I have been studying and reading about Scrum in the last few days and reading about Sprint Planning and tasks. One problem that popped into my mind is how to deal with bugs in Scrum. Henrik Kniberg lists some ways of dealing with this issue in his very nice book Scrum and XP from the Trenches :

  1. Product owner prints out the most high priority Jira items, brings them to the sprint planning meeting, and puts them up on the wall together with the other stories (thereby implicitly specifying the priority of these items compared to the other stories).
  2. Product owner creates stories that refer to Jira items. For example “Fix the most critical back office reporting bugs, Jira-124, Jira- 126, and Jira-180”.
  3. Bug-fixing is considered to be outside of the sprint, i.e. the team keeps a low enough focus factor (for example 50%) to ensure that they have time to fix bugs. It is then simply assumed that the team will spend a certain amount of time each sprint fixing Jira- reported bugs
  4. Put the product backlog in Jira (i.e. ditch Excel). Treat bugs just like any other story.

Is this really something that needs to be decided per-project basis or are there better solutions? I can think of problems with each of those approaches. Is there a hybrid coming from those approaches that works best? How do you handle this in your projects?

closed as primarily opinion-based by Heretic Monkey, gunr2171, OmG, Piran, hardillb Oct 26 '17 at 15:04

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    You may wish to distinguish between different classes of bugs: for high-priority bugs you can't even wait for the next sprint, so it kind of imposes itself anyway. – Matthieu M. Oct 20 '09 at 9:04
  • When the bug is in an Story that is under development in the current sprint, it is fixed straight away. When not in an existing Story, then a new story should be created to cover the correct behaviour and added to the backlog, unless the item is Blocker or Impediment to current story. – Martin Spamer Jan 8 '16 at 10:28
  • I'm voting to close this question as off-topic because it belongs on pm.stackexchange.com – Piran Oct 26 '17 at 15:02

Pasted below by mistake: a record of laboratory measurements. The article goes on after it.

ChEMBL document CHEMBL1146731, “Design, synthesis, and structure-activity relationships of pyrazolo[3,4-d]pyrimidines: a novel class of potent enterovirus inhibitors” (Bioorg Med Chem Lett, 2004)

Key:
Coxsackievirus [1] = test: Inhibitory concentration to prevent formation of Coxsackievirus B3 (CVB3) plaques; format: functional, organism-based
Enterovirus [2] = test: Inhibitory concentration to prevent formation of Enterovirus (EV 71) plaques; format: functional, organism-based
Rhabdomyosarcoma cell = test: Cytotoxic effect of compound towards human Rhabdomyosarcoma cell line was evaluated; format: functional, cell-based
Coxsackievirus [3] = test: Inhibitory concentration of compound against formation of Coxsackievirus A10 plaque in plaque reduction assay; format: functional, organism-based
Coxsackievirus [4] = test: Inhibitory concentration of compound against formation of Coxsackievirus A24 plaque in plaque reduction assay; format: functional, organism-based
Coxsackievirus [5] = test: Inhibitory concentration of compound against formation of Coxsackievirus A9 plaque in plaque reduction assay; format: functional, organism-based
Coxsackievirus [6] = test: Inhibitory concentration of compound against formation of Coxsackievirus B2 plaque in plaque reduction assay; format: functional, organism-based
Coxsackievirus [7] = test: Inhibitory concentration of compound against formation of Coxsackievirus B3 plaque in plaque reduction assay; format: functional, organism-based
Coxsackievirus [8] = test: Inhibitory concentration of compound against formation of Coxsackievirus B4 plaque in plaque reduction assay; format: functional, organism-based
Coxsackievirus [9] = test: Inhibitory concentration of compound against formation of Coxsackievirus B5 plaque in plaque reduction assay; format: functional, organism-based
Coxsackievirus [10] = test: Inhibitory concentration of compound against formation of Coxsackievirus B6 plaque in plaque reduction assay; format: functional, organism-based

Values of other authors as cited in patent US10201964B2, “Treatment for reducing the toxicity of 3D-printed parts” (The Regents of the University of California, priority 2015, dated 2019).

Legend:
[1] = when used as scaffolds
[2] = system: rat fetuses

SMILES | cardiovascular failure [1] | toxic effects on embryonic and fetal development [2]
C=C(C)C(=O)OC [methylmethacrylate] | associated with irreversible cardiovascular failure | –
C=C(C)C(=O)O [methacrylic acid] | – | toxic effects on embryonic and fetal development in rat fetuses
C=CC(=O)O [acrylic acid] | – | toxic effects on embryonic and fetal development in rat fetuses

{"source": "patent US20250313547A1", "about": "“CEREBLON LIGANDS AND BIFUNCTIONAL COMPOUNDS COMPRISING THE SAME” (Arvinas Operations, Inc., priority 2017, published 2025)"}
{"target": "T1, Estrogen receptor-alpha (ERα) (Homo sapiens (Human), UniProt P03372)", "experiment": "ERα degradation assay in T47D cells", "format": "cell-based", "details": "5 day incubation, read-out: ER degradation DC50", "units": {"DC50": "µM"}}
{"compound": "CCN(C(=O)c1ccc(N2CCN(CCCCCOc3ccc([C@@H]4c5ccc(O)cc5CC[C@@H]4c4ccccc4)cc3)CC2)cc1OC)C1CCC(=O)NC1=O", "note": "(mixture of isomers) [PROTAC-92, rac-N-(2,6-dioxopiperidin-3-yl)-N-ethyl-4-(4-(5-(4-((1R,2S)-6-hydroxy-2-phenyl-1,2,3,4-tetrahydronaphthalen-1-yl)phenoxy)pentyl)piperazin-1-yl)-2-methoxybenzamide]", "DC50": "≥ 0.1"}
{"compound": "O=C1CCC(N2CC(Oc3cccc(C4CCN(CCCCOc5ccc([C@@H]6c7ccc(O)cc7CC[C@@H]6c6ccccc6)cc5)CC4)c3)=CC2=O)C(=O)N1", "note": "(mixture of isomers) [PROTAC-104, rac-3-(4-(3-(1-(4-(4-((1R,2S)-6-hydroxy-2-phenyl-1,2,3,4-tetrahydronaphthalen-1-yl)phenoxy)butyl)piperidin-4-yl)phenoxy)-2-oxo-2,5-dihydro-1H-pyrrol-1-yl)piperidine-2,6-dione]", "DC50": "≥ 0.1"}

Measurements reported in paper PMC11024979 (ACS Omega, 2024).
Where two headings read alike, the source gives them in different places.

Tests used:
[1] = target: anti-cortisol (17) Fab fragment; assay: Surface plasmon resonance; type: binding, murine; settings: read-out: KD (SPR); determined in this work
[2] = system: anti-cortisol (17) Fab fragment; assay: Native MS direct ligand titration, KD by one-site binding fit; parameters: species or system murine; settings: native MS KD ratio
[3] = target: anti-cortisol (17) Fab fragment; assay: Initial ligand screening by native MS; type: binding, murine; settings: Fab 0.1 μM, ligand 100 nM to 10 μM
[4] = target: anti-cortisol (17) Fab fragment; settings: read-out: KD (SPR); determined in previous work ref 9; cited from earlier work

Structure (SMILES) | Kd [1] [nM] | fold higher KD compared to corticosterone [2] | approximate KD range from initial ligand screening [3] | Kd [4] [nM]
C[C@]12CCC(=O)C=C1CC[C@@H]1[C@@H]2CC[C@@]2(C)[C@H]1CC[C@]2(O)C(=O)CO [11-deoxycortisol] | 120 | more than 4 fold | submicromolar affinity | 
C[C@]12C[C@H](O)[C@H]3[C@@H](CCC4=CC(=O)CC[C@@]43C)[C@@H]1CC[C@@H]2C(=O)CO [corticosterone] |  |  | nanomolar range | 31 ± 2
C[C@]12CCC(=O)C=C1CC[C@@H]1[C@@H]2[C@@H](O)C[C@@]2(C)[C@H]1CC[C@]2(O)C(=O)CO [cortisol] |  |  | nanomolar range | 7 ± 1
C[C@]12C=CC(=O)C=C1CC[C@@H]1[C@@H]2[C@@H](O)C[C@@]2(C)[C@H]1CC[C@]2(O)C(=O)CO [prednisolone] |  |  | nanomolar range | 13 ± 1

This is a very good question and I have some observations when it comes to different approaches to this problem.

  1. Treating all bugs equally with backlog items might sound like a good idea in theory (work tracked in a single place) but doesn't work well in practice. Bugs are usually low-level and more numerous, so if you create an individual user story for each bug then the "real" stories will get obscured soon.
  2. Explicit time in each sprint reserved for fixes is fine if done in a way that is visible for the product owner. Bugs should be mentioned during the daily scrum and discussion about bugs fixed should occur during the sprint review. Otherwise the product owner won't be aware of what's going on in the project.
  3. Putting the whole backlog in bug tracking tool leads to the same set of problems as in 1. Moreover most bug trackers are not designed with Scrum in mind and using them for this purpose can be painful.

The solution we found the most satisfying was to put a single user story called "Tickets" or "Bugs" on every sprint. Then such a story can be divided either into low-level tasks describing a particular bug (if known during planning) or meta-tasks reserving a given number of hours for general bug fixing. This way the product owner has visibility into the process and the burndown chart reflects the progress.

Just remember to mercilessly close all "bugs" that are actually new features and create new backlog items for them. Also make sure to fix all the bugs reported against the current sprint before the sprint is over in order to consider the sprint as done.

  • My team follows a similar solution. – matt b Oct 21 '09 at 13:13
  • YouTrack covers #3. It's not as painful as it seems as long as the bugs are properly triaged into the proper category as you described. – Jonn May 23 '13 at 2:22

Actually I think that best is answer by jpeacock from this question Do you count the hours spent on bug fixes towards the scrum?

Let me cite it:

  • If the bug is easy/quick to fix (one liner, etc), then just fix it.
  • If the bug is not trivial, and not a blocker, then add it to the backlog.
  • If the bug is a blocker then add a task (to the current sprint) to capture the work required to fix it, and start working on it. This requires that something else be moved (from the current sprint) to the backlog to account for the new hours because your total hours available hasn't changed.

The first step is to define what a bug is. I teach that a bug is only a bug if it is functionality that does not work in production as it was intended/designed. These become bug type PBIs to be prioritized against new development. Missing functionality in production is a Feature and becomes a normal product backlog item. Any defective code found during a sprint is considered incomplete work and since you don't move on to the next story until the current one is done-done; it is unnecessary to track these defects in the sprint as the team is always working on the offending code. Post-its can be super handy here for quick reminders between team-mates. Fixing broken code always takes precedent over writing new code. If the defects are due to misunderstanding the story then you need to work on your conditions of acceptance before starting the story.